Through the Looking Glass Children's Book Reviews

Brooklyn Bridge Audio

Brooklyn Bridge Audio

Karen Hesse
Historical Fiction
For ages 12 and up
Unabridged audiobook (CD)
Performed/read by: Fred Berman
Macmillan Audio, 2008   ISBN: 1427205469

Joseph Michtom knows that he is lucky. He knows that it is a good thing that his parents have had so much success with their teddy bear business. But, at the same time, Joseph wishes that life would go back to the way it was before his parents were inspired by Teddy Roosevelt to make a stuffed bear. Now his parents are always busy sewing, assembling, and packing up bears. They don’t have time to do things with him. And they especially don’t have time to take Joseph to Coney Island to visit the amusement park there, and this is something that he desperately wants to do.

Now that school is out, Joseph spends his time helping his parents and minding his little brother, who is quite a handful. He longs for the life he used to have when he played stickball with the other boys in the neighborhood, but his family’s success has made it hard for him to connect with these boys in the way he used to.

Every week Joseph and his family go to visit the aunts across the river. Joseph particularly loves The Queen, who is quite different from her other sisters, and is the strong one in the family. When The Queen suddenly dies Joseph finds out that the indomitable lady not only helped her own family to come to America, but she helped many others as well. She saved many people who might well have lost their lives in the old country if she had not made it possible for them to leave. Joseph is very proud of his aunt when he learns about this. Who would have thought that his aunt could do such as thing.

Because of this loss, his little brother’s battle with “the grippe,” and his own struggles with his new life, Joseph learns a great deal about his family and himself in the summer of 1903.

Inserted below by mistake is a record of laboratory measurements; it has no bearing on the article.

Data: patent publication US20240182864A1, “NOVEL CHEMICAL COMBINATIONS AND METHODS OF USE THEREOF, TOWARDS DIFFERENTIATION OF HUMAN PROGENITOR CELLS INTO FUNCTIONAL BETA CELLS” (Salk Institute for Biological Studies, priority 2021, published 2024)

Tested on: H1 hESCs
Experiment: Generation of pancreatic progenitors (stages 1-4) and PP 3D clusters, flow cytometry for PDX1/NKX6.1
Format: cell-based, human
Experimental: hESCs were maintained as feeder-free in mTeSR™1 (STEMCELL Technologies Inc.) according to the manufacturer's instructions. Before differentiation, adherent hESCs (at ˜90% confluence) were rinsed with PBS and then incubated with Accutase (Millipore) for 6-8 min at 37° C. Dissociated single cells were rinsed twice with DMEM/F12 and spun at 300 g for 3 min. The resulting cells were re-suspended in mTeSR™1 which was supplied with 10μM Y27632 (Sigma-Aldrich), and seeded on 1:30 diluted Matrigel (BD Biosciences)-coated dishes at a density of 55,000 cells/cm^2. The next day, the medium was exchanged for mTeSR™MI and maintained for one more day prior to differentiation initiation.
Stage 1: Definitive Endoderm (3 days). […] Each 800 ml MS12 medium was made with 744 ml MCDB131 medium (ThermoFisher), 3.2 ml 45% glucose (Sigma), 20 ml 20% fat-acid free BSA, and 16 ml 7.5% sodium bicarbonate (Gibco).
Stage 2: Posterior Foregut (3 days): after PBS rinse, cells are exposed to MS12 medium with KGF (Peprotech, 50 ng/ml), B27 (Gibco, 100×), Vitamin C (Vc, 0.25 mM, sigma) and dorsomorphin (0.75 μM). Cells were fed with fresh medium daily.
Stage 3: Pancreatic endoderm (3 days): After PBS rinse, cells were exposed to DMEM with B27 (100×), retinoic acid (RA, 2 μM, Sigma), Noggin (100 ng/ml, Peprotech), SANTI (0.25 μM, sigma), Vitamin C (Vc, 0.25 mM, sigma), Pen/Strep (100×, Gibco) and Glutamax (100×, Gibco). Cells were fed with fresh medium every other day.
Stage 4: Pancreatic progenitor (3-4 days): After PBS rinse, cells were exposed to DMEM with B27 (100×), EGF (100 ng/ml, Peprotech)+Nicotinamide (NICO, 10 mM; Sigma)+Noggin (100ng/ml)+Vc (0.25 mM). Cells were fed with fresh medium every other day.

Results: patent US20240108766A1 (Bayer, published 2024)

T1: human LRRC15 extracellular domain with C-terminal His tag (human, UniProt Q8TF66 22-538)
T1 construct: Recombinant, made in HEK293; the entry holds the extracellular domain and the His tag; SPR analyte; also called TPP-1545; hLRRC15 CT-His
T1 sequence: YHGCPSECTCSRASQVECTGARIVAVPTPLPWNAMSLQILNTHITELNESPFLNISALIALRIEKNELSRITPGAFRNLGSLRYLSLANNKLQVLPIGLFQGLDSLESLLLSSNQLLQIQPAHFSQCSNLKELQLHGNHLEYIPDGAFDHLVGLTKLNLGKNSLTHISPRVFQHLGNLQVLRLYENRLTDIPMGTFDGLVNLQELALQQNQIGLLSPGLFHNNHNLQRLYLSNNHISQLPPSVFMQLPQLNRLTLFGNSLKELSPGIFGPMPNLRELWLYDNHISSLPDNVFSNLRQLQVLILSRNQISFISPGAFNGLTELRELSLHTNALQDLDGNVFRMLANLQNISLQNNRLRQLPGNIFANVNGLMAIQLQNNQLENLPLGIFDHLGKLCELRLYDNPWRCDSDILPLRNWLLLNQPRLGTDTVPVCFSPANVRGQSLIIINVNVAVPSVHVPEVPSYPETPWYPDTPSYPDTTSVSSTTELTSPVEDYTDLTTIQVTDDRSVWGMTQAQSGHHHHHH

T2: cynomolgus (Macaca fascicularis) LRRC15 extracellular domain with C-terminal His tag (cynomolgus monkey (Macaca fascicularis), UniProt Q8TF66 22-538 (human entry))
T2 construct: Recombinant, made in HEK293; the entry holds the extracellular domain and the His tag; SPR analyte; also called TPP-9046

As they get into this story, listeners will be taken back in time to a world that is a colorful mix of stark pain and warm happiness. Love stands shoulder to shoulder with anger and hate. The author intersperses Joseph’s tale with the story of a group of street children who spend their nights under Brooklyn Bridge. The children have all suffered greatly, and they do their best to survive in a very hostile world. What they don’t know is that something in their life is closely tied to an event that took place in Joseph’s life. Only at the very end do we realize that there is a connection between the loving Jewish family and the unloved family of lost children.

With beautiful language and acute sensitivity, Karen Hesse gives her audience a story that is powerful, heartbreaking, and full of hope. Her tale is based on the true story of the Michtom family, the family whose members made the first real “teddy bear.” Fred Berman’s narrative beautifully captures the poignant moments, and the moments of happiness, that can be found throughout this story.